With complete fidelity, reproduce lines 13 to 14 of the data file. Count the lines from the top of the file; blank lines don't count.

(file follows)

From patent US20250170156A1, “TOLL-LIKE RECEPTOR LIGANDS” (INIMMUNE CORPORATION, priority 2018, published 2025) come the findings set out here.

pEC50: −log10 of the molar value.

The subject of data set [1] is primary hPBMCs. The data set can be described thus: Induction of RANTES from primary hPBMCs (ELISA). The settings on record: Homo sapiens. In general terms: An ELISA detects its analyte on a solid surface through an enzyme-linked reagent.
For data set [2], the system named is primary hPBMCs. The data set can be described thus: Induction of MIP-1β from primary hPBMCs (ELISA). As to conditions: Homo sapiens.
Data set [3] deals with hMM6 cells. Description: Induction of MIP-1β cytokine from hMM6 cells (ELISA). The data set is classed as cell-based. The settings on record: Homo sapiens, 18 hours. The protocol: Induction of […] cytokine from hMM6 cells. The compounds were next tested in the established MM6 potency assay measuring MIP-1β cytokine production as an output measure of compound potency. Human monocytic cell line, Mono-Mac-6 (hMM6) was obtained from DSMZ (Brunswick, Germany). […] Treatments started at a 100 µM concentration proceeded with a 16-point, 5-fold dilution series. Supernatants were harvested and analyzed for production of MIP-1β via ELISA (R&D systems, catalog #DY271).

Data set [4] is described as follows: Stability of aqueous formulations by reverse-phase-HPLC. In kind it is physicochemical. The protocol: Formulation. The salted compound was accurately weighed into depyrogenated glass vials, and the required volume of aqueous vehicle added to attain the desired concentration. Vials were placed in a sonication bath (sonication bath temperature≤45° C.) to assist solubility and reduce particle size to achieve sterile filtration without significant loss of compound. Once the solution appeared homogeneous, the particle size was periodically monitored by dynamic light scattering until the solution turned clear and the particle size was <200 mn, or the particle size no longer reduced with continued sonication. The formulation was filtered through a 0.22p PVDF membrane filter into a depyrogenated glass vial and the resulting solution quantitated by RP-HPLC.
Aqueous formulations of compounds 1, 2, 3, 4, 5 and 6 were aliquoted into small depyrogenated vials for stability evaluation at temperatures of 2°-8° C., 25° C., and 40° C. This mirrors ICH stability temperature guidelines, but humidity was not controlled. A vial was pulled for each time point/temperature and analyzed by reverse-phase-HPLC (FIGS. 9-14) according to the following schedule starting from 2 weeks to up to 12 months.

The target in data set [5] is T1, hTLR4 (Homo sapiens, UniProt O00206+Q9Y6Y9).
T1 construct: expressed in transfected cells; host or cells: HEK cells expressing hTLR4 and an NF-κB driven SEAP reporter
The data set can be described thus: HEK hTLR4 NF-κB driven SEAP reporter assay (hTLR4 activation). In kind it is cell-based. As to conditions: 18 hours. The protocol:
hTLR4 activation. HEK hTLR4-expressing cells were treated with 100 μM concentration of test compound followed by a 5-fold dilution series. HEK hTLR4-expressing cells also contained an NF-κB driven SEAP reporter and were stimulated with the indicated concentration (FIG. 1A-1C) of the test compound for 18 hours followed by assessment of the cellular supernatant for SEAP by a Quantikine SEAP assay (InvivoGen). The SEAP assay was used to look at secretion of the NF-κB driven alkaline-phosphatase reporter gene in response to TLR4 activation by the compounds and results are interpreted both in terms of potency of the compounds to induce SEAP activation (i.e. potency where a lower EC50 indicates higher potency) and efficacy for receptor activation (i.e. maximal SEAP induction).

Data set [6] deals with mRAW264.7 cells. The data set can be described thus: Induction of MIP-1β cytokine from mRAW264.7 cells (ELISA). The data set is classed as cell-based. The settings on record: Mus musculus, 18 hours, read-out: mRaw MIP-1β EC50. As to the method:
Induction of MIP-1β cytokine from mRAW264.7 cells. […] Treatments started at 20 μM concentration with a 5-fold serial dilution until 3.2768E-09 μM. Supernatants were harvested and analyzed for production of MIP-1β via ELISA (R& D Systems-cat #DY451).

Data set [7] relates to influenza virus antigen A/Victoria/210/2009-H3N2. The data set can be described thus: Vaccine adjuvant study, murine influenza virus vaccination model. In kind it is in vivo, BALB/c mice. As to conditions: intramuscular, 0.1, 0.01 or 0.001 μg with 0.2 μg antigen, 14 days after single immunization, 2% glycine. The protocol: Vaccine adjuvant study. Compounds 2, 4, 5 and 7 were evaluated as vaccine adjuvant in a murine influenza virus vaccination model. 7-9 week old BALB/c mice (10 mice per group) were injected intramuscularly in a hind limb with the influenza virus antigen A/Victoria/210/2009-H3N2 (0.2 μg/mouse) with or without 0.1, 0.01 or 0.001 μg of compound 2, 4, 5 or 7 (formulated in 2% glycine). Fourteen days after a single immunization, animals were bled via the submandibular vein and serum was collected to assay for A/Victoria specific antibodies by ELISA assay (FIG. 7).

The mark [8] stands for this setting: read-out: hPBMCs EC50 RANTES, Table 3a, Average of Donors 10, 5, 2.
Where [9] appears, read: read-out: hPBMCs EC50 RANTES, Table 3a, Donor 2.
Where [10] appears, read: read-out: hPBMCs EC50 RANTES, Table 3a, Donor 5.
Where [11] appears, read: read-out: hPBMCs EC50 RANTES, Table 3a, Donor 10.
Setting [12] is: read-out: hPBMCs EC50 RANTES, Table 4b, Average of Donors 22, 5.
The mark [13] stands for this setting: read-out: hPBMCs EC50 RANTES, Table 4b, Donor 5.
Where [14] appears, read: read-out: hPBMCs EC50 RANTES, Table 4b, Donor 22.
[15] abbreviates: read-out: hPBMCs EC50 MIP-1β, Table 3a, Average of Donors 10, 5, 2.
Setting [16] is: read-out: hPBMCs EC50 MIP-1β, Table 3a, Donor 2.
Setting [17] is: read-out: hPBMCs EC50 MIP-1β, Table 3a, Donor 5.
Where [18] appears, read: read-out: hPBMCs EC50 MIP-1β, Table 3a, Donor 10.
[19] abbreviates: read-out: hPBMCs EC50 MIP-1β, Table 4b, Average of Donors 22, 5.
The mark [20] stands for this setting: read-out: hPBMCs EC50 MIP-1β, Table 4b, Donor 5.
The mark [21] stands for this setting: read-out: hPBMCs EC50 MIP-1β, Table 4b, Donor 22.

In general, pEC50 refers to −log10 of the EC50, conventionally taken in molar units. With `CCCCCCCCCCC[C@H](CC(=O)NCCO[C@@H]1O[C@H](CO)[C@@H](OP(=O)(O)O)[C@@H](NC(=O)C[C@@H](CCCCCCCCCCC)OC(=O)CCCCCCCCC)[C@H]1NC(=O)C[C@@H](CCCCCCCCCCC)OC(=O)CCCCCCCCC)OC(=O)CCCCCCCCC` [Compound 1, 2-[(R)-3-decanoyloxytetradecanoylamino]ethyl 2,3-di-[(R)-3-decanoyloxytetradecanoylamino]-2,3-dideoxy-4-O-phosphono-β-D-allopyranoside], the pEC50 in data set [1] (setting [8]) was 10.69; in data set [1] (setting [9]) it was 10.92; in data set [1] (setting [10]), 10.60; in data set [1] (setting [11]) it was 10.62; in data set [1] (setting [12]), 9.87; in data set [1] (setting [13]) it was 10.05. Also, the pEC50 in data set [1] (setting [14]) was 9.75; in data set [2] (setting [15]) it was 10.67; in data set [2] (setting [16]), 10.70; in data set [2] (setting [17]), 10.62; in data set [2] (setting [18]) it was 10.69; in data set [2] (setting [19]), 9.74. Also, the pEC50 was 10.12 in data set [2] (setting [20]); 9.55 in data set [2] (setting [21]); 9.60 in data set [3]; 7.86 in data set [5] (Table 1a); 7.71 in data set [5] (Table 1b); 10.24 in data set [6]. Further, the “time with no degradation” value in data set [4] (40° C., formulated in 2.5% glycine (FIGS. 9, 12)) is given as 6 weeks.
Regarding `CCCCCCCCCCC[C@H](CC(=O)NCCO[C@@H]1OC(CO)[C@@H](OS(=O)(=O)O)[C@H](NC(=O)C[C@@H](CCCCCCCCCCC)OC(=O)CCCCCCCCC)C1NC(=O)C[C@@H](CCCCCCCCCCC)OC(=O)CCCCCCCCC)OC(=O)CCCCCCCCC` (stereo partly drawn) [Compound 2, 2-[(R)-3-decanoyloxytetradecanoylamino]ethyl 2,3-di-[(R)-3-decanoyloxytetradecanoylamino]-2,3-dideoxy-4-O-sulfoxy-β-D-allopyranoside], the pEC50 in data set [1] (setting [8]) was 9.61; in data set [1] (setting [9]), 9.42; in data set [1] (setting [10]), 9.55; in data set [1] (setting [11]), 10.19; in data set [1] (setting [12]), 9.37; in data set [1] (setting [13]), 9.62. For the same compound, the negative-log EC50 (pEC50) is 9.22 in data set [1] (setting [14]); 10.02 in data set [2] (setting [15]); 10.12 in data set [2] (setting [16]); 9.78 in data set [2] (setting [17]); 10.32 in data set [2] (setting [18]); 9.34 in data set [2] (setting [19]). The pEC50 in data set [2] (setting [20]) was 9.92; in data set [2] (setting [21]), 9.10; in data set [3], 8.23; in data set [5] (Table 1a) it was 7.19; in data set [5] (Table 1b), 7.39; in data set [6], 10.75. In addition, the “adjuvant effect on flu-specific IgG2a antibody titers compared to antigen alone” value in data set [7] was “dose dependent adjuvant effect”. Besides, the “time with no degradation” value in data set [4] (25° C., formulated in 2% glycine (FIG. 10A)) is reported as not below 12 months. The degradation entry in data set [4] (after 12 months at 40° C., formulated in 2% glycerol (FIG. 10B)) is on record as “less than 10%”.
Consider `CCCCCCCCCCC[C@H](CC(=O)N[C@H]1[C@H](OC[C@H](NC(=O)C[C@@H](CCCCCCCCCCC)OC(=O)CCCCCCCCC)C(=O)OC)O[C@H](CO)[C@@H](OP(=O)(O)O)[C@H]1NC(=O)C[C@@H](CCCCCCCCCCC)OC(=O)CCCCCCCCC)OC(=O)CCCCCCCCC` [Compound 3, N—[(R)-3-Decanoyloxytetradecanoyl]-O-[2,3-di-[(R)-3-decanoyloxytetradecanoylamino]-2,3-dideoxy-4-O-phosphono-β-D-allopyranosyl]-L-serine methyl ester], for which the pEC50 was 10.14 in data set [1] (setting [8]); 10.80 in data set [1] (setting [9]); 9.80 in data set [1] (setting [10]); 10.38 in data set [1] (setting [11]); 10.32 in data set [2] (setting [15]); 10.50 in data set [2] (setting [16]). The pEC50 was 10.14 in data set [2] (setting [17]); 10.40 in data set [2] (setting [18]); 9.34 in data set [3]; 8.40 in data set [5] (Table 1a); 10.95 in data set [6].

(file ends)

Induction of MIP-1β cytokine from mRAW264.7 cells. […] Treatments started at 20 μM concentration with a 5-fold serial dilution until 3.2768E-09 μM. Supernatants were harvested and analyzed for production of MIP-1β via ELISA (R& D Systems-cat #DY451).

Data set [7] relates to influenza virus antigen A/Victoria/210/2009-H3N2. The data set can be described thus: Vaccine adjuvant study, murine influenza virus vaccination model. In kind it is in vivo, BALB/c mice. As to conditions: intramuscular, 0.1, 0.01 or 0.001 μg with 0.2 μg antigen, 14 days after single immunization, 2% glycine. The protocol: Vaccine adjuvant study. Compounds 2, 4, 5 and 7 were evaluated as vaccine adjuvant in a murine influenza virus vaccination model. 7-9 week old BALB/c mice (10 mice per group) were injected intramuscularly in a hind limb with the influenza virus antigen A/Victoria/210/2009-H3N2 (0.2 μg/mouse) with or without 0.1, 0.01 or 0.001 μg of compound 2, 4, 5 or 7 (formulated in 2% glycine). Fourteen days after a single immunization, animals were bled via the submandibular vein and serum was collected to assay for A/Victoria specific antibodies by ELISA assay (FIG. 7).